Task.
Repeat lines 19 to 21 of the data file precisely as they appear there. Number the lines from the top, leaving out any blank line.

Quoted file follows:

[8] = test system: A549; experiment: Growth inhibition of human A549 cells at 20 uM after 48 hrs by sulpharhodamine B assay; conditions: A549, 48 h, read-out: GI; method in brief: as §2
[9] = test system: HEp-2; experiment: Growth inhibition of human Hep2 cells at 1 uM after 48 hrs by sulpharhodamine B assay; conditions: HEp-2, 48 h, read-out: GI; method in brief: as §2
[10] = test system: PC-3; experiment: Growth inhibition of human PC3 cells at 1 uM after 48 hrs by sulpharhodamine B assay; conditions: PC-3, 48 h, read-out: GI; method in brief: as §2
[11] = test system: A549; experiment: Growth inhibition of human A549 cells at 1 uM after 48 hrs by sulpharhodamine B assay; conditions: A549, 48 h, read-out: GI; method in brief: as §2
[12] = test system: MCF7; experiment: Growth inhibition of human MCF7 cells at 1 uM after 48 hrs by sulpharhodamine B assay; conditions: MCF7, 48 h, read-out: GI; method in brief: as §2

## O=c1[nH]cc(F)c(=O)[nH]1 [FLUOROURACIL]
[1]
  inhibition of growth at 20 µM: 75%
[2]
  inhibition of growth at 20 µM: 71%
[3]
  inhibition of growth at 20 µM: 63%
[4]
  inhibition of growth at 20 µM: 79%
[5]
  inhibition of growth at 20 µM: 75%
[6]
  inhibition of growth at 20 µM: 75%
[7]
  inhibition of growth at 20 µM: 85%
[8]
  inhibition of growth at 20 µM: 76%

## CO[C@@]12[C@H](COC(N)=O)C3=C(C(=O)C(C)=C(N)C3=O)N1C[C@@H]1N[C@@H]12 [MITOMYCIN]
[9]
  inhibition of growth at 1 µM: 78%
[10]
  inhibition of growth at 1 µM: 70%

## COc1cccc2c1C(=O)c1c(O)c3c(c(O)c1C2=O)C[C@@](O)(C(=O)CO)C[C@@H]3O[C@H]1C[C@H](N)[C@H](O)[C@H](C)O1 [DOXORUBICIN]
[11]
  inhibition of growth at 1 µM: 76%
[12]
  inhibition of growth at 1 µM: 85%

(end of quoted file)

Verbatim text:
[7]
  inhibition of growth at 20 µM: 85%
[8]